From Banker To Fintech Founder

From Banker To Fintech Founder

Resplendent in an expensive waistcoat and shirt combination, Antony Jenkins looks the model of a successful banker.

I only mention that because the fintech entrepreneurs I talk to often are more likely to be sporting quarter zip jumpers or t-shirts under jackets, than the more formal attire favored by banking executives. But Jenkins has a foot in both worlds. After three years as CEO of Barclays Plc, he is now in the driving seat of the financial technology company, 10x.

Created to provide (mainly) incumbent banks to match the agility and customer friendliness of technology-driven challengers, 10 X is part of a relatively underreported corner of the fintech marketplace that provides solutions to institutions rather than consumer-facing brands. Jenkins describes 10X as business-to-business-to-consumer.

When I spoke with him via Zoom, I was eager to learn about the realities of transitioning from a corporate job to the less certain life of an entrepreneur.

After Barclays

Jenkins’ tenure as CEO of Barclays was relatively short – three years between 2012 and 2015, to be precise. During that time, he oversaw a period of restructuring. His departure was – according to contemporary reporting – down to a disagreement with the board over the pace and manner of changes.

However, it is often not difficult for corporate executives to find high-level roles within their industries and Jenkins has had a long career in banking that has included time at Citigroup and various roles at Barclays himself. . So why jump into the entrepreneurial life?

“I’ve had a great run in corporate life, but I suppose I’ve always had entrepreneurial yearnings,” he says.

Perhaps more importantly, his experience suggested to him that incumbents in the banking sector had a problem that needed a solution. They are quite lazy when it comes to serving customers and launching new products.

“In my career, I’ve had to launch a lot of products,” he says. “It can take up to seven or eight months.”

In contrast, he said that 10x – which is essentially a banking as a service platform – could enable banks to reduce that time to weeks, partly by consolidating all the necessary data and making it available. in real time. In this way, his goal is to enable mainstream banks – often hampered by legacy IT systems – to compete with challengers.

Big Tech

This, he says, is important, not only because “neo” banks are nipping at the heels of longer-established rivals but also because big tech companies are also joining the financial services market. .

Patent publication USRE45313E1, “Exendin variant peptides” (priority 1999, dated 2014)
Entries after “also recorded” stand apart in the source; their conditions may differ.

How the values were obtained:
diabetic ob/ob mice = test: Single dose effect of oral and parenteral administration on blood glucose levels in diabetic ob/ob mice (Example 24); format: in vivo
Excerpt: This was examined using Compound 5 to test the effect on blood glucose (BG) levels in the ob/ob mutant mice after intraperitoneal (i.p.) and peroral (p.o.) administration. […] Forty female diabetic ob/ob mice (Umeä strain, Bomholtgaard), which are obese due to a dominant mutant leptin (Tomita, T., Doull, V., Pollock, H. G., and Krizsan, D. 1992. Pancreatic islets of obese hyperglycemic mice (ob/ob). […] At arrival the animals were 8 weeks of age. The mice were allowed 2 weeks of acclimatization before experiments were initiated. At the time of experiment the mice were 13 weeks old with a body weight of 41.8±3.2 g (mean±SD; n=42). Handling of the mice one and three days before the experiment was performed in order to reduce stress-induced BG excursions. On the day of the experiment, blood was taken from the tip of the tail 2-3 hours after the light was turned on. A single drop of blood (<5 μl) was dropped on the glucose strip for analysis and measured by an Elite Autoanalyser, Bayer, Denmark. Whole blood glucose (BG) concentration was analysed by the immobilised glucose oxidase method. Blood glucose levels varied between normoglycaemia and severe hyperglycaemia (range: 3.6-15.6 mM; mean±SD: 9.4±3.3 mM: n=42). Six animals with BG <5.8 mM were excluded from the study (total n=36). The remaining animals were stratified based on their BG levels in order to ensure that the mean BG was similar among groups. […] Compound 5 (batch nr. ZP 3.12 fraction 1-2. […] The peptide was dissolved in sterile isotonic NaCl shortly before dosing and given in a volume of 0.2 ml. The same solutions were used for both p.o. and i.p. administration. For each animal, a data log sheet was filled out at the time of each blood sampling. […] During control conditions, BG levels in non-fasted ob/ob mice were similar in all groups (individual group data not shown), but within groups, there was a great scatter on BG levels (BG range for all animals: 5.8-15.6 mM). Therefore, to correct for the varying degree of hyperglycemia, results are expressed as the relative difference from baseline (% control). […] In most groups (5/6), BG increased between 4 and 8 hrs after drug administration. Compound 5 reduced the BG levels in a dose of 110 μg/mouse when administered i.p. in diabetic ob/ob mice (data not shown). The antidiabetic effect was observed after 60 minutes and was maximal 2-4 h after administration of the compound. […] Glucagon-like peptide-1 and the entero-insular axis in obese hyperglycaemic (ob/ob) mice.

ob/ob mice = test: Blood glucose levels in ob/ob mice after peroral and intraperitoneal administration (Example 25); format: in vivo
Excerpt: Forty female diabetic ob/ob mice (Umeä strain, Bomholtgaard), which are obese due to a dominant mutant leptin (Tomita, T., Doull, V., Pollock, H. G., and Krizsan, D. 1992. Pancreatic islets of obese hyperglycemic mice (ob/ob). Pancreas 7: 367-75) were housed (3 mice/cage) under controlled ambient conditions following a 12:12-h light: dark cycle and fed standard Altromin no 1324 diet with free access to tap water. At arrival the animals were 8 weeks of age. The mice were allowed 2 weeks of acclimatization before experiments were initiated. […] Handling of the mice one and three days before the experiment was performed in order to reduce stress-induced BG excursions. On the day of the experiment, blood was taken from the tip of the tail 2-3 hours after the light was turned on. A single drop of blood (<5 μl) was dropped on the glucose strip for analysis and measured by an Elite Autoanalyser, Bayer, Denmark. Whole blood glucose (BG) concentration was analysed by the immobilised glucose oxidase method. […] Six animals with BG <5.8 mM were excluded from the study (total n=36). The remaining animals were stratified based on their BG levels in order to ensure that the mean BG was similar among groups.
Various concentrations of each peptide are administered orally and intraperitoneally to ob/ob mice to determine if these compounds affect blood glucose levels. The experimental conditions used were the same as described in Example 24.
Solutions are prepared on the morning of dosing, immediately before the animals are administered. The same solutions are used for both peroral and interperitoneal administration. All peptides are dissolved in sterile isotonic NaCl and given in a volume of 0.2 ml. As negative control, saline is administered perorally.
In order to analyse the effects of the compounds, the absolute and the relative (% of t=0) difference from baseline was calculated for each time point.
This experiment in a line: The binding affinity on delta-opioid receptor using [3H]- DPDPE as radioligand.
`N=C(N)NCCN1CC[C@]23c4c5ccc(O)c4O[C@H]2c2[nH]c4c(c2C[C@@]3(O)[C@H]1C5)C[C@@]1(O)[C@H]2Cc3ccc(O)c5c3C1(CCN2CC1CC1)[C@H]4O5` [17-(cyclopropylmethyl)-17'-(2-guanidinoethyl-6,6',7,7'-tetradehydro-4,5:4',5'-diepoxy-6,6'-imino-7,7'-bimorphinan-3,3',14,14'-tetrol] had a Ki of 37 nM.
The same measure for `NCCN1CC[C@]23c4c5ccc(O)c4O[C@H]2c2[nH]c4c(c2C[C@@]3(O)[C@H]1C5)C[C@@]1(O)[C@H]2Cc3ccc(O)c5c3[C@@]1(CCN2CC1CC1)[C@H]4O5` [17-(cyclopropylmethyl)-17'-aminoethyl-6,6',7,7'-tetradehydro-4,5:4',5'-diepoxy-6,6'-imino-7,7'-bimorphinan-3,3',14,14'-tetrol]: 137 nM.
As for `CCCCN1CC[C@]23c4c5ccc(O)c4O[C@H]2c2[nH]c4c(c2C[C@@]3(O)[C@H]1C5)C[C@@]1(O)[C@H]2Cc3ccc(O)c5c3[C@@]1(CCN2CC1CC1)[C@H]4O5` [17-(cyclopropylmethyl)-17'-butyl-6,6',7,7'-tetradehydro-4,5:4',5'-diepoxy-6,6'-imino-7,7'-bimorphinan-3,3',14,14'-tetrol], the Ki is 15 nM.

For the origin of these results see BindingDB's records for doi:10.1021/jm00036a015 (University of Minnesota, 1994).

But why are banks turning to fintechs? They’re not short of cash and won’t struggle to attract digital talent – they can afford the wages, after all – so why would they buy technology from outside? In fact, why do they look to fintech for answers.

“The banks are our competitors,” Jenkins acknowledges. “And I see a lot of people doing it for themselves. But it is difficult for incumbents to change themselves.”

Equally, you could argue that it is difficult for fintech outsiders to gain a foothold in B2B or B2B2C markets. Customer-facing fintechs can capitalize on consumer frustration and build highly focused services without the constraints of legacy technology. B2B players place products and services at the center of an industry that has its own way of doing things.

That’s where people from a banking background have a potential advantage. They know the industry and its problems. At the same time they can focus on developing solutions. “We’ve done nothing but do this for the last seven years,” Jenkins said.

A corporate background also helps when it comes to funding. Jenkins is in the fortunate position of being able to put up £1 million of his own money at 10x before asking for funding. So far, from Series A to C, it has raised around £252 million.

A Mindset Shift?

But running a startup morphing into a scaleup probably requires a different mindset. There are no safety nets like you can find in corporate life. “There’s more responsibility,” he said. “You know it’s on your team and you make it. The highs are higher and the lows are lower.”

At the same time, there is a sense of freedom. “You feel very unconstrained,” he added.

Until now 10x has signed up six customers, including JP Morgan Chase, the Nationwide Building Society and Westpac. The near-term goal is to serve around 20 institutions by 2025 – mainly in levels 1, 2 and 3 of the banking market. Jenkins sees that as a realistic target. “At that time we will be cash positive.”

Fintech is still the poster child for the UK tech ecosystem but as challenger banks and finance providers continue to grab headlines, the industry itself is looking for new ways to compete. That opens up possibilities for b2b solutions that are experienced but not seen by consumers. An alternative career for bankers, perhaps.